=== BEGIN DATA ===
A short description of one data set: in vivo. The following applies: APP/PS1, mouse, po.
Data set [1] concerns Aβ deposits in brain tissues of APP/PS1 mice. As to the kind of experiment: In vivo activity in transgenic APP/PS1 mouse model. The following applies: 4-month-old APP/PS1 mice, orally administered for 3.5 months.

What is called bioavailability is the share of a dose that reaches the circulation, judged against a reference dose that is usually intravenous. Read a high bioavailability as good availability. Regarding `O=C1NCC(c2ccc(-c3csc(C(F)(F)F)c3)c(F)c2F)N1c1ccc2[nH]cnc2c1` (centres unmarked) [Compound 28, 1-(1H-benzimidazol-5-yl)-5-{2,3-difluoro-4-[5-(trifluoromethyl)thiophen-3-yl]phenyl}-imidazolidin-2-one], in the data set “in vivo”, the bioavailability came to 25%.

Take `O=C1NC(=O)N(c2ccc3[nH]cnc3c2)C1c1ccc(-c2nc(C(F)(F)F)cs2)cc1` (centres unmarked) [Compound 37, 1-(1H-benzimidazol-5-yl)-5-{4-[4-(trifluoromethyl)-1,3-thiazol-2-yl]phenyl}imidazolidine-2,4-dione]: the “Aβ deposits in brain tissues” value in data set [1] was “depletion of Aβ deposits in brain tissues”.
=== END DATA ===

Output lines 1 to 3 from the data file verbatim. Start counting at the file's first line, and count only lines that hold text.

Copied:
A short description of one data set: in vivo. The following applies: APP/PS1, mouse, po.
Data set [1] concerns Aβ deposits in brain tissues of APP/PS1 mice. As to the kind of experiment: In vivo activity in transgenic APP/PS1 mouse model. The following applies: 4-month-old APP/PS1 mice, orally administered for 3.5 months.

What is called bioavailability is the share of a dose that reaches the circulation, judged against a reference dose that is usually intravenous. Read a high bioavailability as good availability. Regarding `O=C1NCC(c2ccc(-c3csc(C(F)(F)F)c3)c(F)c2F)N1c1ccc2[nH]cnc2c1` (centres unmarked) [Compound 28, 1-(1H-benzimidazol-5-yl)-5-{2,3-difluoro-4-[5-(trifluoromethyl)thiophen-3-yl]phenyl}-imidazolidin-2-one], in the data set “in vivo”, the bioavailability came to 25%.